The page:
John E. Mazuzan, Editor50 LLOYD AND Marilyn Trombly, local florists, demonstrated the making of wreaths and other Christmas arrangements last week at a meeting of Court St. John, Catholic Daughters of America, held in the parish hall. Mrs. Margaret Daniels, junior chairman, reported that the bazaar conducted by the Junior Catholic Daughters was a social and financial success. During the social hour members brought gift wrapped toys and clothing for local charity. Refreshments were served by Mrs. Richard Provost, Mrs. Gene Mangi and Mrs. Leo Brassard.
“Tis the season to be jolly, - and, apparently, also to think about Christmas shopping. It’s apparent too, that it’s the season for robbing banks. Some rob banks like they shop in supermarkets, on impulse. It isn’t a good idea. Over in Maine, a man robbed a bank, and the next day authorities arrested a man they feel certain is the culprit. Here on Vermont, another man held up the First National bank in White River Junction and, in less than two hours, the police nailed a suspect who fitted the description and whose pockets were stuffed with money. These are prime examples of what happens to people who don’t do their Christmas shopping early. The wonder isn’t that there should be a rash of bank robberies during the Christmas season; what’s wondrous is that more Vermont banks aren’t held up more often. It will surprise the average Vermonter to learn how insecure so many small banks are. One we’ve heard of keeps its depositor’s money in a vault whose lock hasn’t worked for 30 years or more. Another bank, this one near a ski resort, reportedly has to stack cash deposits outside the vault after a busy ski weekend because the vault won’t hold it all. You’d think the safe manufacturers would get busy and sell vault security to Vermont banks.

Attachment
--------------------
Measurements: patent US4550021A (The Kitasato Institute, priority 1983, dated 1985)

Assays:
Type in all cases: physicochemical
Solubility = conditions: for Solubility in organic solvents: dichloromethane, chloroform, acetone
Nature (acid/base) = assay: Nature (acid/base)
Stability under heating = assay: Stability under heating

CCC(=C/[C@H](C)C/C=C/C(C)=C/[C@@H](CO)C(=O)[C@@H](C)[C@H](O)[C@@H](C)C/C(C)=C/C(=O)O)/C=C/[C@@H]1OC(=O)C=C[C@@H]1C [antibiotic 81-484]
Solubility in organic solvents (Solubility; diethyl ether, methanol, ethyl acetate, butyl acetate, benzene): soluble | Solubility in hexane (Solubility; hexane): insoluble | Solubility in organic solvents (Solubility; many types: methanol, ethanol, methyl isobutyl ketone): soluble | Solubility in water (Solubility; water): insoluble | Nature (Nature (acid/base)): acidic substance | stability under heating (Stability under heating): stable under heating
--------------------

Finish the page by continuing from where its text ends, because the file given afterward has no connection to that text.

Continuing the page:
25 Years Ago Northfield News
December 24, 1987
25 cents a copy/ $2 a year
Erik Nelson, Editor
Six members of the NHS rifle team met Friday at the Norwich rifle range to pack equipment for a trip to West Point. At 12 noon the team met two vehicles with the Spalding team and parents and headed for West Point. After stopping for gas and lunch at Rutland the teams arrived at the 5 Star Inn on Stuart Air Force Base at 6 p.m. After breakfast Saturday morning we headed for West Point. Upon arrival we went to the student center where the team bought souvenirs…We spent the rest of the morning at a museum. At noon we went to the rifle range for our 1 p.m. relay…The match was very close with West Point winning 1852, followed by Spalding 1822, and Northfield 1799…Leading the local shooters was Mike Ruususen 488, David Wilcox 455, Kyle Greenslit 445, Gary Demasi 435, Jason Ricker 421 and Captain Heather Codling 411. The team was up at 6 a.m. Sunday morning for their return trip and arrived back in Northfield at 1:30 p.m.
Teacher negotiations have officially come to an impasse, according to Charles Memoe, superintendent. Mark Hage, chairman of the English department at Northfield Junior-Senior High School and Teachers Association president, said that the Board of School Directors unilaterally made the decision Friday night at a meeting between teachers and board members…At this point, according to both Hage and Memoe, a decision will have to be made whether to go to mediation, fact finding or a combination of the two,